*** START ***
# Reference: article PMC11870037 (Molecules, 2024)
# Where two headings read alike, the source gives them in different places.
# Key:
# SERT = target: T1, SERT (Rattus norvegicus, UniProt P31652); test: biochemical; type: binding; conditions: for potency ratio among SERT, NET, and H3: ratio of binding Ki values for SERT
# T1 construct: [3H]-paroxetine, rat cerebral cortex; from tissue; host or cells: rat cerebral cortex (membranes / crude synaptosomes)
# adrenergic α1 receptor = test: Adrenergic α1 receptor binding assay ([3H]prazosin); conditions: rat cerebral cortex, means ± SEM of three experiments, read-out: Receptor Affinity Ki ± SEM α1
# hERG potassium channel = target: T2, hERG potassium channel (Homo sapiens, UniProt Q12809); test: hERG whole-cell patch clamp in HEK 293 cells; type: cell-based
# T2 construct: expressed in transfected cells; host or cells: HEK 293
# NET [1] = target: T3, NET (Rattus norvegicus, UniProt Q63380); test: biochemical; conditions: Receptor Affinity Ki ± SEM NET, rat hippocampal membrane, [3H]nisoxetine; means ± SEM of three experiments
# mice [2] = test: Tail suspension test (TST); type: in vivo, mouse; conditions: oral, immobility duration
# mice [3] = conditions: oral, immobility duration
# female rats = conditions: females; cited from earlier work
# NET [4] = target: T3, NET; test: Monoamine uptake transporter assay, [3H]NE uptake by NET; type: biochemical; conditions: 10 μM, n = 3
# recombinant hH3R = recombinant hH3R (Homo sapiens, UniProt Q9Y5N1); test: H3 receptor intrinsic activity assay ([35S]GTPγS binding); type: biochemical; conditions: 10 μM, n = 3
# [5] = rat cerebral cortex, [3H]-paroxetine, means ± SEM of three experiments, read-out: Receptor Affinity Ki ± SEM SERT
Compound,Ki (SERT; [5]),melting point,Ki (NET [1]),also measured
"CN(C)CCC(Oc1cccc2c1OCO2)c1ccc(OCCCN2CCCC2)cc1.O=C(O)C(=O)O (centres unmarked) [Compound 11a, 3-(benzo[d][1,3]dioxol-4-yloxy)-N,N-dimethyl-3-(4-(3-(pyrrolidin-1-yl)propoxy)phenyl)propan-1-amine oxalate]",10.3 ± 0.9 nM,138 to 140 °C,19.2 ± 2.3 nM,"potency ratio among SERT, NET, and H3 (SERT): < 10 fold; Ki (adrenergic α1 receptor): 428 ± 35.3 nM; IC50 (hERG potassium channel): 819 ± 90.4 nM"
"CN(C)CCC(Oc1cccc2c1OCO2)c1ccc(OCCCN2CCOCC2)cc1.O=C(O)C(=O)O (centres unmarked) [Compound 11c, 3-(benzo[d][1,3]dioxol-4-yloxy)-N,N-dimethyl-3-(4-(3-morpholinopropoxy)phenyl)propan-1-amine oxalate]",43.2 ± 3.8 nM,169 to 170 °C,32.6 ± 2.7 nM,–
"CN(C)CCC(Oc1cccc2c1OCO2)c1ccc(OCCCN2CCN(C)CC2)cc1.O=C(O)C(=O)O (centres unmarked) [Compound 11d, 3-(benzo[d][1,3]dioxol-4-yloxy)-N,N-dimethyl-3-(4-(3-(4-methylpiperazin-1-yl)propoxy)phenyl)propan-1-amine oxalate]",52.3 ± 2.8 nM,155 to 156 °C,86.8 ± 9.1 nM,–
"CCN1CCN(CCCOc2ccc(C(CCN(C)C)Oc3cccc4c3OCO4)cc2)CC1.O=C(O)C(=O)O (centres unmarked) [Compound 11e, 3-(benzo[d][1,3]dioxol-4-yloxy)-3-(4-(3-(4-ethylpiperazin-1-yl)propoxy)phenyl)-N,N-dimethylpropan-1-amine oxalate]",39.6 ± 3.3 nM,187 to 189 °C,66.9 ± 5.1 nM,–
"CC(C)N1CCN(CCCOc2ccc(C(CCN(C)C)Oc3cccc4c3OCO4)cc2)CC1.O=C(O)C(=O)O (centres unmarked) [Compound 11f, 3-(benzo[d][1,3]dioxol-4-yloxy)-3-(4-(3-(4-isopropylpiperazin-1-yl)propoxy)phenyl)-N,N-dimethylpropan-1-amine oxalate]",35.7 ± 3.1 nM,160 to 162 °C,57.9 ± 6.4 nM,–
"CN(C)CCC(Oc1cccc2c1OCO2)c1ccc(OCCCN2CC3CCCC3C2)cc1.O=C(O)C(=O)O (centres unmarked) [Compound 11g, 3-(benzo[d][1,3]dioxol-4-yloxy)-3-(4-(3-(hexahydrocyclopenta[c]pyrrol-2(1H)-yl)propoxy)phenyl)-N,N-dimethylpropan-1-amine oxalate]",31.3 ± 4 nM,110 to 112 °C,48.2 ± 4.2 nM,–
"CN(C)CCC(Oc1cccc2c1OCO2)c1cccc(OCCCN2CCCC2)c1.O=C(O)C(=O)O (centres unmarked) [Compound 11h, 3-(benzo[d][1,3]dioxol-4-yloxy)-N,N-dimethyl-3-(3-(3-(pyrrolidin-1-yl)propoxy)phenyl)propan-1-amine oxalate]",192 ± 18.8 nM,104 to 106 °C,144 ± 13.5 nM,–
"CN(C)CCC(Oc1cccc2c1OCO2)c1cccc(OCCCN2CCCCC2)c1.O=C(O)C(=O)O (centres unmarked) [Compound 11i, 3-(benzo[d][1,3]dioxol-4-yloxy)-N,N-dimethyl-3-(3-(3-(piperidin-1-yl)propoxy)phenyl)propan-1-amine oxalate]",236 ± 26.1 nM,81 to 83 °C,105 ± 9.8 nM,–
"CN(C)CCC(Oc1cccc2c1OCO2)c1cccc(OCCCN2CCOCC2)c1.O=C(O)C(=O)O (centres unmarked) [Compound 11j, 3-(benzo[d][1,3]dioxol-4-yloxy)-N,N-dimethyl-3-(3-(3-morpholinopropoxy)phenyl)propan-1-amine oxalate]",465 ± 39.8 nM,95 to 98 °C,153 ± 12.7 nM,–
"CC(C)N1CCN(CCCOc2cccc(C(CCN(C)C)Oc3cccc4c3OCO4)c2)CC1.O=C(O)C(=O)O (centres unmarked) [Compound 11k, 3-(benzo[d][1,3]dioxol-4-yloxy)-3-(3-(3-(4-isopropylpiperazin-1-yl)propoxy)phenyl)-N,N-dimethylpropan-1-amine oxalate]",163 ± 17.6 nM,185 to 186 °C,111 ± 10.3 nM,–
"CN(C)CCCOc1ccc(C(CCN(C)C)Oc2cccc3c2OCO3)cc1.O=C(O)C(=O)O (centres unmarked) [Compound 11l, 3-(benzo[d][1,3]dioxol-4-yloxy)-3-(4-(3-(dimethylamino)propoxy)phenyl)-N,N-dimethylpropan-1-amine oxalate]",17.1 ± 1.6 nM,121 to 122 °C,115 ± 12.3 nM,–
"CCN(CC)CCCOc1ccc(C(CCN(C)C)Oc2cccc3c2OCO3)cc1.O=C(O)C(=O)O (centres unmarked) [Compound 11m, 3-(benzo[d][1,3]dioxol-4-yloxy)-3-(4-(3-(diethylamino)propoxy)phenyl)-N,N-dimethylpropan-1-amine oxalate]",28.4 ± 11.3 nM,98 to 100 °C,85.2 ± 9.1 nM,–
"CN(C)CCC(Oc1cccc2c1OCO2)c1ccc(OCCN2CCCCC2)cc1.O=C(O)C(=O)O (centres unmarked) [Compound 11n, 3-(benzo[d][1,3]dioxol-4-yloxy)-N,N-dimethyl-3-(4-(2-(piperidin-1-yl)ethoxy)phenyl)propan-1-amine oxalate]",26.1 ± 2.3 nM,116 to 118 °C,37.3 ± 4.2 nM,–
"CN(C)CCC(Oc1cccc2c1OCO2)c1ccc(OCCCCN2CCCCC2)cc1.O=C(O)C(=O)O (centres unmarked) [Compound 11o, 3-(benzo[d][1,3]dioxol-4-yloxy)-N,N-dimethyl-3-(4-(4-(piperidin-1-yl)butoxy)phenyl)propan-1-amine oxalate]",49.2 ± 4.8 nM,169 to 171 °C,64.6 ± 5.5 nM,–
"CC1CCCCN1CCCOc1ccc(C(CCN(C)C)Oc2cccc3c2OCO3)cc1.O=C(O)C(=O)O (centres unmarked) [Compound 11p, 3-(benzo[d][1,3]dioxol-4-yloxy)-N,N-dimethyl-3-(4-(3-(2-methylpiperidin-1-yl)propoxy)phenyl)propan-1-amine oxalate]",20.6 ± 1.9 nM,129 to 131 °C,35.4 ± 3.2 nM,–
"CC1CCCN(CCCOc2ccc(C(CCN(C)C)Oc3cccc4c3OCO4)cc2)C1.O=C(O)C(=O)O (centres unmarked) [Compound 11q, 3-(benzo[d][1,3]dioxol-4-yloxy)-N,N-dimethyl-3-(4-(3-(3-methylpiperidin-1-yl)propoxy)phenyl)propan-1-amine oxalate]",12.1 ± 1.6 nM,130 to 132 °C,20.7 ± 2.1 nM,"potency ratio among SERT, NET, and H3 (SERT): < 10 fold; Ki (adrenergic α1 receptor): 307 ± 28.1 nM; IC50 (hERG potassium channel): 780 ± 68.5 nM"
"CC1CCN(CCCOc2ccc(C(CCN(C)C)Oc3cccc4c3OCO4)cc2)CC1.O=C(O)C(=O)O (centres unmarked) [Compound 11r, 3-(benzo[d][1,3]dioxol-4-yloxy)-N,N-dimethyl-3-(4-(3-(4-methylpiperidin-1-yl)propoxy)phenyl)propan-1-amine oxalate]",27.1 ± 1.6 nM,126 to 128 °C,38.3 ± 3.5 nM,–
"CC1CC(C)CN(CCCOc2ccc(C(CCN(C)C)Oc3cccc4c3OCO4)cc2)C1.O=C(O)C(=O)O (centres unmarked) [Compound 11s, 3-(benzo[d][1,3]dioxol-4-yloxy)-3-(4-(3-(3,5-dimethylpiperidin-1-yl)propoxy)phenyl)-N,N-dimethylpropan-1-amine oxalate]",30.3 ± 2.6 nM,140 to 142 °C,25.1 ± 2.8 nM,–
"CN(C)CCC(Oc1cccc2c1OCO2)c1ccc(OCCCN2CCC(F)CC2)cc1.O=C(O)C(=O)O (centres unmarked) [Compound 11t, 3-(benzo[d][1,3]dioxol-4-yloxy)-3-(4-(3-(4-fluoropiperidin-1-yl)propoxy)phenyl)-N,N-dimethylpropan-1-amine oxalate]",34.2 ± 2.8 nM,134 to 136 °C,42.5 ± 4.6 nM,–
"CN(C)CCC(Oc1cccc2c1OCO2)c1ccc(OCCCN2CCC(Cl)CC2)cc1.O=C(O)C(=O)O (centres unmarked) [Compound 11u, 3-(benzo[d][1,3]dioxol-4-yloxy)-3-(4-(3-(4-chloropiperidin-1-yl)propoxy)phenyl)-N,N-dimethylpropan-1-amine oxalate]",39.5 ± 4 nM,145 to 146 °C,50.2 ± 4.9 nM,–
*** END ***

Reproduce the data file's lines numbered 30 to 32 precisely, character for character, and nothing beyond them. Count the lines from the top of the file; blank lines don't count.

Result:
"CN(C)CCC(Oc1cccc2c1OCO2)c1ccc(OCCCCN2CCCCC2)cc1.O=C(O)C(=O)O (centres unmarked) [Compound 11o, 3-(benzo[d][1,3]dioxol-4-yloxy)-N,N-dimethyl-3-(4-(4-(piperidin-1-yl)butoxy)phenyl)propan-1-amine oxalate]",49.2 ± 4.8 nM,169 to 171 °C,64.6 ± 5.5 nM,–
"CC1CCCCN1CCCOc1ccc(C(CCN(C)C)Oc2cccc3c2OCO3)cc1.O=C(O)C(=O)O (centres unmarked) [Compound 11p, 3-(benzo[d][1,3]dioxol-4-yloxy)-N,N-dimethyl-3-(4-(3-(2-methylpiperidin-1-yl)propoxy)phenyl)propan-1-amine oxalate]",20.6 ± 1.9 nM,129 to 131 °C,35.4 ± 3.2 nM,–
"CC1CCCN(CCCOc2ccc(C(CCN(C)C)Oc3cccc4c3OCO4)cc2)C1.O=C(O)C(=O)O (centres unmarked) [Compound 11q, 3-(benzo[d][1,3]dioxol-4-yloxy)-N,N-dimethyl-3-(4-(3-(3-methylpiperidin-1-yl)propoxy)phenyl)propan-1-amine oxalate]",12.1 ± 1.6 nM,130 to 132 °C,20.7 ± 2.1 nM,"potency ratio among SERT, NET, and H3 (SERT): < 10 fold; Ki (adrenergic α1 receptor): 307 ± 28.1 nM; IC50 (hERG potassium channel): 780 ± 68.5 nM"